Western Digital and Kioxia have crossed the 3-digit layer count barrier, announcing 112-layer 3D NAND, with early shipping dates pegged at Q4 2020.
Their BiCS5 generation and succeeds their 96-layer BiCS4 technology. BiCS stands for Bit Cost Scaling and refers to the lower cost/bit with each succeeding generation. BiCS5 technology will be used to build TLC (3bits/cell) and QLC (4bits/cell) NAND. Dies will be available in a range of capacities, including 512Gb (64GB and TLC), 1Tb (128GB and TLC) and 1.33Tb (1,000,000,000,000 bits and QLC).
The layer count increase, from 96 to 112, means 16 per cent more capacity on that count alone. But WD says second-generation multi-tier memory hole technology, improved engineering processes and other cell enhancements increase BiCS5’s cell array density horizontally across the wafer. That results in up to 40 per cent more bits of storage capacity per wafer than 96-layer BiCS4.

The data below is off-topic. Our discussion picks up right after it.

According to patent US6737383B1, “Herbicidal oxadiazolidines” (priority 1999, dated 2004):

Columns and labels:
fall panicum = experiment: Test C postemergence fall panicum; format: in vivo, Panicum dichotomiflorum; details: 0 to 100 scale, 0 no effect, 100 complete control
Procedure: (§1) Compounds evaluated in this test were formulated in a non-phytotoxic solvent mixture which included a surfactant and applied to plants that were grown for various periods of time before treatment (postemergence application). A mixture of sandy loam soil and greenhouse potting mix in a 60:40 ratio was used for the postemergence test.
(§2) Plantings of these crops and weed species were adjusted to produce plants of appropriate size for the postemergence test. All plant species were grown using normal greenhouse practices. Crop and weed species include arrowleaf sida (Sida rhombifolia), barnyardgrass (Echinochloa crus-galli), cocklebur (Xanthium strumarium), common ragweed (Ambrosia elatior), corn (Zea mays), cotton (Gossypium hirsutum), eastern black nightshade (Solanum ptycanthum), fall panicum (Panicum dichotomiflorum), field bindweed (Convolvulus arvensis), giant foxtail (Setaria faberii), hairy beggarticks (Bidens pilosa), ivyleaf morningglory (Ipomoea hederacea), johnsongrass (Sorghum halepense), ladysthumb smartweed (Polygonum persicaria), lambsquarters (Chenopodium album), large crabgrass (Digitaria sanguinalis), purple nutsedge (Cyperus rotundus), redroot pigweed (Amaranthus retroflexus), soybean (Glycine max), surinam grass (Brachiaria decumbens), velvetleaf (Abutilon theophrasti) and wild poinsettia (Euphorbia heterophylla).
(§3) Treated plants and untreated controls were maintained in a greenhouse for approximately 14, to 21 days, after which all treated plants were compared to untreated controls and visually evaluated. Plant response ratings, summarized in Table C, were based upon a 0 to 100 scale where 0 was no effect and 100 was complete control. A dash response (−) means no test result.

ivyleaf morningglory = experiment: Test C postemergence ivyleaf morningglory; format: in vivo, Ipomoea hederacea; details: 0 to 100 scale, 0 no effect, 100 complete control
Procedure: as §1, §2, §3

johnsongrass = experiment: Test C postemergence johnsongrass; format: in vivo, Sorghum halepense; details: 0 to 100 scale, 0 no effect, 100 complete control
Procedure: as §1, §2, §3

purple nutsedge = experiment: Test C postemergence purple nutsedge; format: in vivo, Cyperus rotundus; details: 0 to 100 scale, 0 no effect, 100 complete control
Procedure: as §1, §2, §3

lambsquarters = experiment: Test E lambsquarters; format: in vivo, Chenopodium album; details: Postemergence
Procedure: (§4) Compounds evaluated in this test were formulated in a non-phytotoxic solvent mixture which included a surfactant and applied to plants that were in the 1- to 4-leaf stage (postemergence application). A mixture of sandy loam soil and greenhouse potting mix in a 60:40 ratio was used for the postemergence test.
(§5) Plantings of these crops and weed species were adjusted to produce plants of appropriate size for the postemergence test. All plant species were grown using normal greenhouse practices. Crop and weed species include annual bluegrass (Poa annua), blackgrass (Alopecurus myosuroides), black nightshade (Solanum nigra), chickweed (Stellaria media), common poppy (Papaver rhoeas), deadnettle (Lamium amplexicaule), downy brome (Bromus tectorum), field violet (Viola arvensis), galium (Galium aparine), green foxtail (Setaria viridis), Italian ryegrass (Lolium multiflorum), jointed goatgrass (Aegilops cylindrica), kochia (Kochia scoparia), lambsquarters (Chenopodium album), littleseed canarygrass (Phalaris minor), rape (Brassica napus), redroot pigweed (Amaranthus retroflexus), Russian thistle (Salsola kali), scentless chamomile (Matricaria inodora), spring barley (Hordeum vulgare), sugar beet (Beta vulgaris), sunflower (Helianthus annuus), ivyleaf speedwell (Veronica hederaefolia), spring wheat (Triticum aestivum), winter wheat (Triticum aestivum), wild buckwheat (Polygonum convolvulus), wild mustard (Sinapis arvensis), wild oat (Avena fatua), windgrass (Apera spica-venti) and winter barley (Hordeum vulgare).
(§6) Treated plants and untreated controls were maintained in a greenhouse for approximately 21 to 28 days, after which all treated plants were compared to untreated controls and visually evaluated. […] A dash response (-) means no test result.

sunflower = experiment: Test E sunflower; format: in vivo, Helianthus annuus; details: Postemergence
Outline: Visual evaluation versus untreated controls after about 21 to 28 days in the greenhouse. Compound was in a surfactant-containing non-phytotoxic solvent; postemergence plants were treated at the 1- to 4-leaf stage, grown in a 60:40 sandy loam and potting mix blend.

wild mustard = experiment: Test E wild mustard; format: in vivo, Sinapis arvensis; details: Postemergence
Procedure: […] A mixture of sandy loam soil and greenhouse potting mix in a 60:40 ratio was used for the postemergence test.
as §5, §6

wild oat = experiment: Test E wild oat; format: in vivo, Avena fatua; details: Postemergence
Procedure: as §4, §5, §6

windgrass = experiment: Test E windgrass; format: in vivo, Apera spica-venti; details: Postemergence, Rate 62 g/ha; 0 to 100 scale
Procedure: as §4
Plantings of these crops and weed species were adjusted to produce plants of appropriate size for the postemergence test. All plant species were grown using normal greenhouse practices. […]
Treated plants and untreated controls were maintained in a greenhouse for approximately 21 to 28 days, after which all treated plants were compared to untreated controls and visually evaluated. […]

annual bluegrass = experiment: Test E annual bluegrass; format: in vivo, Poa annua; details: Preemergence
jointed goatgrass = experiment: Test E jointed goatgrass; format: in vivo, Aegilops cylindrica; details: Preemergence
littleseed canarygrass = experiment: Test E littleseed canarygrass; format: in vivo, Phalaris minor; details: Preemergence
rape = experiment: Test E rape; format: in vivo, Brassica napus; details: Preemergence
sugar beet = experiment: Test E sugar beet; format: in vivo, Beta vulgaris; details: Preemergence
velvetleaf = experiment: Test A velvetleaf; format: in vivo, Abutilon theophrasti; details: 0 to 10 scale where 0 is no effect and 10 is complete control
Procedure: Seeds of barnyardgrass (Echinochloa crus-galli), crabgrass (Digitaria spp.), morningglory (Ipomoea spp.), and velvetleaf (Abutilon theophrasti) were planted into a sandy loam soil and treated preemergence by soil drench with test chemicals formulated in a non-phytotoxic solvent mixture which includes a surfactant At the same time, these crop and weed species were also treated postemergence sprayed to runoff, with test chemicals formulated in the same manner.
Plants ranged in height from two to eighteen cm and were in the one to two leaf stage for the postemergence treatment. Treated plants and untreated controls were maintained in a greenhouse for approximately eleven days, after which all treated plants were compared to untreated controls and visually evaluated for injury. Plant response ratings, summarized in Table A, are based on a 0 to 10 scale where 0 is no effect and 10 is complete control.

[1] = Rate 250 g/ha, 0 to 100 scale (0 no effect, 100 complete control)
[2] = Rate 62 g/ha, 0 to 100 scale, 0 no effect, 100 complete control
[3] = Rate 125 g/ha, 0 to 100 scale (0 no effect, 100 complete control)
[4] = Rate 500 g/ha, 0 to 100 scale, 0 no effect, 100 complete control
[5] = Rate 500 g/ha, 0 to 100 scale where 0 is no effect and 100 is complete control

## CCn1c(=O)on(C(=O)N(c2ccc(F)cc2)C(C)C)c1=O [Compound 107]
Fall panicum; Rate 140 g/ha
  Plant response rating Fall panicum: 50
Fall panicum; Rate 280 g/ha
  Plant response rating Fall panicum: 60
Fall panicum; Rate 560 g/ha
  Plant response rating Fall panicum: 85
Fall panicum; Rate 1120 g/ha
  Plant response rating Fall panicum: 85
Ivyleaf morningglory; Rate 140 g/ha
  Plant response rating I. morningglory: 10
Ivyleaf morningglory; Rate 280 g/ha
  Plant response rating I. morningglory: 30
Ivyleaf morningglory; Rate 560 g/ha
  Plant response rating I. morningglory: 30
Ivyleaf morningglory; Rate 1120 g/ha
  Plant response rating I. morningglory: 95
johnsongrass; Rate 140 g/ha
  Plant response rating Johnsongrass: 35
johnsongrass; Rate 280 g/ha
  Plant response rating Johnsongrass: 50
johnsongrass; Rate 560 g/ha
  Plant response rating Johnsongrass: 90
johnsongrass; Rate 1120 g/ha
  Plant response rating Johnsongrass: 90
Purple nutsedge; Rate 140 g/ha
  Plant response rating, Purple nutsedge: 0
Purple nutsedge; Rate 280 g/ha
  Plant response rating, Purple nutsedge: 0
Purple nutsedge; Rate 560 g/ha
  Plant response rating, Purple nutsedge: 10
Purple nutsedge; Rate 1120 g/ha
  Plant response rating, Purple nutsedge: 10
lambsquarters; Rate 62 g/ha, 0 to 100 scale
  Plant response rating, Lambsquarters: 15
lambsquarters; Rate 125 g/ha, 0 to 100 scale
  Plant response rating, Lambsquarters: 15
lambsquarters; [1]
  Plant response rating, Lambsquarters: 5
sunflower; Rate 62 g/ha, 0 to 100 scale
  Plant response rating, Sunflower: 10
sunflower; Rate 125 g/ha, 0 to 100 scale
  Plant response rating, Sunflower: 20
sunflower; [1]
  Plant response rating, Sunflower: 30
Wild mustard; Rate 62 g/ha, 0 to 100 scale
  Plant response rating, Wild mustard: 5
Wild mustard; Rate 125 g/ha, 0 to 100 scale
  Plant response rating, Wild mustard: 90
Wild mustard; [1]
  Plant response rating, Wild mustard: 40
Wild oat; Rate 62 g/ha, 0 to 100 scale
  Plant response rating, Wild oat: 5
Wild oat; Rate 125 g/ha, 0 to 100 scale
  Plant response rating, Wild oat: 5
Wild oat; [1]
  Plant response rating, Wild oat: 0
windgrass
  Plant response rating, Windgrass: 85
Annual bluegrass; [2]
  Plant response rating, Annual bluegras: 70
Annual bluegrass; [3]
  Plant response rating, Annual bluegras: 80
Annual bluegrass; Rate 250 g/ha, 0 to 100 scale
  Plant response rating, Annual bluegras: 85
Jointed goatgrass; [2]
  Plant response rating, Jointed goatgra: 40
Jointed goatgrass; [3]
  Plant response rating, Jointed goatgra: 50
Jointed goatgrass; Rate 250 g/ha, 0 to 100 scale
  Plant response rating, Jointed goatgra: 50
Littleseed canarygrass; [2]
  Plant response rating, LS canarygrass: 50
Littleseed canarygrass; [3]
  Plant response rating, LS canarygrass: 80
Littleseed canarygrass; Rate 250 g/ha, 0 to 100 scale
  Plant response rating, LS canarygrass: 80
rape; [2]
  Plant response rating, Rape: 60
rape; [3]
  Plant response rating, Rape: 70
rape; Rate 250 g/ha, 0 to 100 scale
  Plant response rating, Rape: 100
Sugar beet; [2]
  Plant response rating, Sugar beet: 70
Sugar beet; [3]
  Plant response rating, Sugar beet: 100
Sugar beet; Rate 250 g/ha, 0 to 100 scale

Kioxia says cell array density has risen by approximately 20 per cent over the 96-layer product.
Western Digital also claims design enhancements enable BiCS5 to offer up to 50 per cent faster I/O performance compared to BiCS4. This is in toggle mode for select applications. Kioxia says BiCS5 has lower read and write latencies than BiCS4. Great: we should get both fatter and faster SSDs.
Kioxia plans to start shipping 512Gbit TLC samples in the first quarter of 2020. Volume BiCS5 production should start in the second half of the year.
We might expect BiCS5-based SSDs to be announced then as well, with Q4 being the earliest ship date. Product will be manufactured at Kioxia and Western Digital’s Yokkaichi Plant and their newly built Kitakami plant, both in Japan.
A table of 3D NAND suppliers and their layer generations shows that they have started diverging layer counts from 48 layers onwards, with SK Hynix introducing its 72-layer V4 generation whole the others settled on 64 layers. It rejoined the fold at 96 layers only for Samsung to say it had a 9x-layer count, not 96.
Now, at the 1xx level, sk Hynix has 128, WD/Kioxia have 112, Micron 128 while Intel has gone gangbusters and settled on 144. Blocks & Files expects more layer count divergence in the future.